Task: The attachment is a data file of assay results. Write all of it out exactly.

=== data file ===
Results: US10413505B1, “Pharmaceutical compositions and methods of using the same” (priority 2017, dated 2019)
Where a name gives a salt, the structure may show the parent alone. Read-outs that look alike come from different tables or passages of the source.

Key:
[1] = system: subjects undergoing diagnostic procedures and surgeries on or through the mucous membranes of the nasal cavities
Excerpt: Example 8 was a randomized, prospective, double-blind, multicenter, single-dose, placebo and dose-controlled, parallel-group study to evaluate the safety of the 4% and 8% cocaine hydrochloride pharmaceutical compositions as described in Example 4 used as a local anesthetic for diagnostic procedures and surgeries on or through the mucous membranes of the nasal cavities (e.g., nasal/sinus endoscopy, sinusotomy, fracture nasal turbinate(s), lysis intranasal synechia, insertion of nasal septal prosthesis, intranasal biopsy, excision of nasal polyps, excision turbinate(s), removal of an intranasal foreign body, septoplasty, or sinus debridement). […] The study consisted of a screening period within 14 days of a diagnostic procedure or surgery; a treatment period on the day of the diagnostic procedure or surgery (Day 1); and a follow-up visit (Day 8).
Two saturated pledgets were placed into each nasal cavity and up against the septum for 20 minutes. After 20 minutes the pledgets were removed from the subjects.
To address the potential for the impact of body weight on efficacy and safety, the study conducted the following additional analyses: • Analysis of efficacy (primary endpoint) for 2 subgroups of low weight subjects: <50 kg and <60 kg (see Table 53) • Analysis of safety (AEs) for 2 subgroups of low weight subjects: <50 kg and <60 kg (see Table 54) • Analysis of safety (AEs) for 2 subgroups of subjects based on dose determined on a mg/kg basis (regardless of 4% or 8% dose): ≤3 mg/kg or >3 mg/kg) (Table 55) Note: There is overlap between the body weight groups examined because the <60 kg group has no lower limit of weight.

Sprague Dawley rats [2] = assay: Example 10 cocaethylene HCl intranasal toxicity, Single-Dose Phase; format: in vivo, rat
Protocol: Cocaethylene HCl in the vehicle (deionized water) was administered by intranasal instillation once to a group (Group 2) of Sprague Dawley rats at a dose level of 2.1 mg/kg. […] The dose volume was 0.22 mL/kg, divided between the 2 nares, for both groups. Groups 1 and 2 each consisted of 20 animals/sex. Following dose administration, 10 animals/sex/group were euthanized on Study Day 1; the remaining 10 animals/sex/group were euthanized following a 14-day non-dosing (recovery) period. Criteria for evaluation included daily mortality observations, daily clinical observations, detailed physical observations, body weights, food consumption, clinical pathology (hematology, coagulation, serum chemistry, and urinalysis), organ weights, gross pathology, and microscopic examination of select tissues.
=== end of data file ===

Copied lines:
Results: US10413505B1, “Pharmaceutical compositions and methods of using the same” (priority 2017, dated 2019)
Where a name gives a salt, the structure may show the parent alone. Read-outs that look alike come from different tables or passages of the source.

Key:
[1] = system: subjects undergoing diagnostic procedures and surgeries on or through the mucous membranes of the nasal cavities
Excerpt: Example 8 was a randomized, prospective, double-blind, multicenter, single-dose, placebo and dose-controlled, parallel-group study to evaluate the safety of the 4% and 8% cocaine hydrochloride pharmaceutical compositions as described in Example 4 used as a local anesthetic for diagnostic procedures and surgeries on or through the mucous membranes of the nasal cavities (e.g., nasal/sinus endoscopy, sinusotomy, fracture nasal turbinate(s), lysis intranasal synechia, insertion of nasal septal prosthesis, intranasal biopsy, excision of nasal polyps, excision turbinate(s), removal of an intranasal foreign body, septoplasty, or sinus debridement). […] The study consisted of a screening period within 14 days of a diagnostic procedure or surgery; a treatment period on the day of the diagnostic procedure or surgery (Day 1); and a follow-up visit (Day 8).
Two saturated pledgets were placed into each nasal cavity and up against the septum for 20 minutes. After 20 minutes the pledgets were removed from the subjects.
To address the potential for the impact of body weight on efficacy and safety, the study conducted the following additional analyses: • Analysis of efficacy (primary endpoint) for 2 subgroups of low weight subjects: <50 kg and <60 kg (see Table 53) • Analysis of safety (AEs) for 2 subgroups of low weight subjects: <50 kg and <60 kg (see Table 54) • Analysis of safety (AEs) for 2 subgroups of subjects based on dose determined on a mg/kg basis (regardless of 4% or 8% dose): ≤3 mg/kg or >3 mg/kg) (Table 55) Note: There is overlap between the body weight groups examined because the <60 kg group has no lower limit of weight.

Sprague Dawley rats [2] = assay: Example 10 cocaethylene HCl intranasal toxicity, Single-Dose Phase; format: in vivo, rat
Protocol: Cocaethylene HCl in the vehicle (deionized water) was administered by intranasal instillation once to a group (Group 2) of Sprague Dawley rats at a dose level of 2.1 mg/kg. […] The dose volume was 0.22 mL/kg, divided between the 2 nares, for both groups. Groups 1 and 2 each consisted of 20 animals/sex. Following dose administration, 10 animals/sex/group were euthanized on Study Day 1; the remaining 10 animals/sex/group were euthanized following a 14-day non-dosing (recovery) period. Criteria for evaluation included daily mortality observations, daily clinical observations, detailed physical observations, body weights, food consumption, clinical pathology (hematology, coagulation, serum chemistry, and urinalysis), organ weights, gross pathology, and microscopic examination of select tissues.